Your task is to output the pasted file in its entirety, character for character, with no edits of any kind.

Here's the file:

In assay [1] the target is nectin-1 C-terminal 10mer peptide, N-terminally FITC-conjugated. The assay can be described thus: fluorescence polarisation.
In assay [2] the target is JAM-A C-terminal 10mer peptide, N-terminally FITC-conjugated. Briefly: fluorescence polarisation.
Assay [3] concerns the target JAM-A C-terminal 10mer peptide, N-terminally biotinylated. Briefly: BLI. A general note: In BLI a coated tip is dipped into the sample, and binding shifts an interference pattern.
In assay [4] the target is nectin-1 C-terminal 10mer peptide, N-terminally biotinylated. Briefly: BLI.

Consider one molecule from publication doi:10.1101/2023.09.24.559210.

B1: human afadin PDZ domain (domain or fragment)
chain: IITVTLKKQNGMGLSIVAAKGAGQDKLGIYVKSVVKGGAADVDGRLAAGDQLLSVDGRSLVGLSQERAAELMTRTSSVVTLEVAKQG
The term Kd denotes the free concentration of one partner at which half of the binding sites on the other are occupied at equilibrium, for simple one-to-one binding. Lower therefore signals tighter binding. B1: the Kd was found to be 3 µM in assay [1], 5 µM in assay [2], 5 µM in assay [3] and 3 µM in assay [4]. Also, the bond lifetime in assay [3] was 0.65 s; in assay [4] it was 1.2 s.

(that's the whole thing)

In assay [1] the target is nectin-1 C-terminal 10mer peptide, N-terminally FITC-conjugated. The assay can be described thus: fluorescence polarisation.
In assay [2] the target is JAM-A C-terminal 10mer peptide, N-terminally FITC-conjugated. Briefly: fluorescence polarisation.
Assay [3] concerns the target JAM-A C-terminal 10mer peptide, N-terminally biotinylated. Briefly: BLI. A general note: In BLI a coated tip is dipped into the sample, and binding shifts an interference pattern.
In assay [4] the target is nectin-1 C-terminal 10mer peptide, N-terminally biotinylated. Briefly: BLI.

Consider one molecule from publication doi:10.1101/2023.09.24.559210.

B1: human afadin PDZ domain (domain or fragment)
chain: IITVTLKKQNGMGLSIVAAKGAGQDKLGIYVKSVVKGGAADVDGRLAAGDQLLSVDGRSLVGLSQERAAELMTRTSSVVTLEVAKQG
The term Kd denotes the free concentration of one partner at which half of the binding sites on the other are occupied at equilibrium, for simple one-to-one binding. Lower therefore signals tighter binding. B1: the Kd was found to be 3 µM in assay [1], 5 µM in assay [2], 5 µM in assay [3] and 3 µM in assay [4]. Also, the bond lifetime in assay [3] was 0.65 s; in assay [4] it was 1.2 s.